Easy and Quick Way to Wear Compression Stockings

Compression stockings work! There's no doubt about it. My wife has been diagnosed with Osteopenia a few years back. This is a condition where you lose bone mass and your bones get weaker. This happens when the inside of your bones become brittle from a loss of calcium.

Vitamin and mineral supplementation was advised and because there was pain and swelling in her lower legs, compression stockings were suggested. Walking, as a form of exercise to strengthen both muscles and bone, was encouraged.

She uses the Oppo brand of compression stockings with a compression level of 34 to 46 mmHg. Shown below is the type of compression stockings she bought.

They're thicker than traditional hosiery, durable and snug. They're classified as Extra Firm and provide good strong support. Because they're knee-high and open-toe, they're still comfortable even when the weather is warm.

Problems with Wearing Compression Stockings

To wear compression stockings easily and quickly, takes a bit of technique, unfortunately. These stockings, especially when new, are almost impossible to wear without assistance. They're simply too tight!

I remember the first time I saw one, I struggled and it took me around 20 minutes to get it on - and this is just for one stocking!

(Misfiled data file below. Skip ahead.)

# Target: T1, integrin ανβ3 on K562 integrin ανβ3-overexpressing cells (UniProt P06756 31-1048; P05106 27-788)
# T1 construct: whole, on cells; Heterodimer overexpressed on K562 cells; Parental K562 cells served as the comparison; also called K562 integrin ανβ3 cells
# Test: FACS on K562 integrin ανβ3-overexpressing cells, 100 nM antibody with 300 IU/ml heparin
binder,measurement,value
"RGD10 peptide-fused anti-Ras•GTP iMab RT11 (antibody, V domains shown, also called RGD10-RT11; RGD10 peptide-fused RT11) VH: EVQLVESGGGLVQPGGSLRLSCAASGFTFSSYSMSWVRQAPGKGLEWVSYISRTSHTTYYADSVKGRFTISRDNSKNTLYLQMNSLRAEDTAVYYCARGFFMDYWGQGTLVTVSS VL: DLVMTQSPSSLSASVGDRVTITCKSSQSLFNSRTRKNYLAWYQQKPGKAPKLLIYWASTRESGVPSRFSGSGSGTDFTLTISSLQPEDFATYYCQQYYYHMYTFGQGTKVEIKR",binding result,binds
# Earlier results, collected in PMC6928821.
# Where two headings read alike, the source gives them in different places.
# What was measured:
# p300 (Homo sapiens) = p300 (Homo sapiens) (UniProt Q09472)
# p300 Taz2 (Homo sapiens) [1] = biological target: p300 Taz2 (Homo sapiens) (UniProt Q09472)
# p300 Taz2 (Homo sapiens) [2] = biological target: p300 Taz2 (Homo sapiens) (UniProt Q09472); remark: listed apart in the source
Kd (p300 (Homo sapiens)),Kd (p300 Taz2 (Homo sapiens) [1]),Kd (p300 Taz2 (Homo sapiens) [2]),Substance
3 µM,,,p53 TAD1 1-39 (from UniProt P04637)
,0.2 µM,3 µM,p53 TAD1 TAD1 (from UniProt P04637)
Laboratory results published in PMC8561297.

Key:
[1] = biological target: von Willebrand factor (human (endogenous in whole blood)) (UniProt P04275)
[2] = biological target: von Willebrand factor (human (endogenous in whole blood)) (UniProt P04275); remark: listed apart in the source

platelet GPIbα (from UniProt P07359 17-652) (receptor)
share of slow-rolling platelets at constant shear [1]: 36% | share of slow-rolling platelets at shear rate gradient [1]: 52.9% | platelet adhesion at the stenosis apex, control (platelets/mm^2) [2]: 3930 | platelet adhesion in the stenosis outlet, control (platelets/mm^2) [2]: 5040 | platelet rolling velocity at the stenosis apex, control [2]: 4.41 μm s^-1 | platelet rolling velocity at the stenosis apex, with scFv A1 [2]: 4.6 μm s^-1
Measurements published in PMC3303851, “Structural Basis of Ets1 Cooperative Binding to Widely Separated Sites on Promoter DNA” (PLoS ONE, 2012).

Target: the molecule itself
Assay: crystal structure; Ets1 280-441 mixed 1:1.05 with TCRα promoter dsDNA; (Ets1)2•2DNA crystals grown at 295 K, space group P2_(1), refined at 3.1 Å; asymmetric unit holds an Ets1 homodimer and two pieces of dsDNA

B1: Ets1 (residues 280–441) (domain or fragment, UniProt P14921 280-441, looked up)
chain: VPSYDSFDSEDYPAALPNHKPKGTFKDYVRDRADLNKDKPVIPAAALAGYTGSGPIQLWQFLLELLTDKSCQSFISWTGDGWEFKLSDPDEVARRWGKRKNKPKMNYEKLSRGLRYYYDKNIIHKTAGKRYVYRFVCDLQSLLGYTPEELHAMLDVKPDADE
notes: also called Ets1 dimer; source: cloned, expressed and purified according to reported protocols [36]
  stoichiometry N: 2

The instruction leaflet that comes with the product makes it look unbelievably easy. Videos I see on the internet show models wearing them, nonchalantly and smiling. But these models are thin with skinny legs!

There are devices that are touted to help one wear compression stockings in a jiffy. They seem to work, but I'd venture to guess that they only work with stockings made with thin fabric. It's either that or the rated compression of the stocking is very low.

Proper Technique to Wear or Don Compression Stockings

There are probably other efficient ways to don or wear these stockings. The technique I learned is for me, the easiest and quickest. This is something I learned after putting stockings for my wife for several months.

Yes, getting assistance from someone is the quickest way possible. Putting on one stocking takes less than a minute - roughly 40 to 50 seconds. Removing a stocking takes less than 10 seconds.

The video at the end of this article explains the procedure and you may time it even. There is no pause in the demonstration, and no, the recording wasn't speeded up.

The advantages of this technique are as follows:

  • The patient can wear the stockings comfortably on the bed at home.